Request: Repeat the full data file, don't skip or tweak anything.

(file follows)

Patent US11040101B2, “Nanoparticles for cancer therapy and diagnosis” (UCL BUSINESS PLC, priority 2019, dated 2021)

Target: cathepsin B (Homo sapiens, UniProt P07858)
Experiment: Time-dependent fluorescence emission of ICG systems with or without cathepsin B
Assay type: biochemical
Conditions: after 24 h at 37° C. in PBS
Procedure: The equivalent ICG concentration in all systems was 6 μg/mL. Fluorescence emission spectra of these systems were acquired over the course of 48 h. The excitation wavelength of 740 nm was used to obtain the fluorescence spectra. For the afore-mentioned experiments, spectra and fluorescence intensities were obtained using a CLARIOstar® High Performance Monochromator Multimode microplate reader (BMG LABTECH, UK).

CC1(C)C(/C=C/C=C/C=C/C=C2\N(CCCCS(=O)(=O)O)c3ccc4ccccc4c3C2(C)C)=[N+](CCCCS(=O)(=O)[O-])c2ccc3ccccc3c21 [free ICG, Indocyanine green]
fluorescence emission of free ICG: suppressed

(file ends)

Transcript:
Patent US11040101B2, “Nanoparticles for cancer therapy and diagnosis” (UCL BUSINESS PLC, priority 2019, dated 2021)

Target: cathepsin B (Homo sapiens, UniProt P07858)
Experiment: Time-dependent fluorescence emission of ICG systems with or without cathepsin B
Assay type: biochemical
Conditions: after 24 h at 37° C. in PBS
Procedure: The equivalent ICG concentration in all systems was 6 μg/mL. Fluorescence emission spectra of these systems were acquired over the course of 48 h. The excitation wavelength of 740 nm was used to obtain the fluorescence spectra. For the afore-mentioned experiments, spectra and fluorescence intensities were obtained using a CLARIOstar® High Performance Monochromator Multimode microplate reader (BMG LABTECH, UK).

CC1(C)C(/C=C/C=C/C=C/C=C2\N(CCCCS(=O)(=O)O)c3ccc4ccccc4c3C2(C)C)=[N+](CCCCS(=O)(=O)[O-])c2ccc3ccccc3c21 [free ICG, Indocyanine green]
fluorescence emission of free ICG: suppressed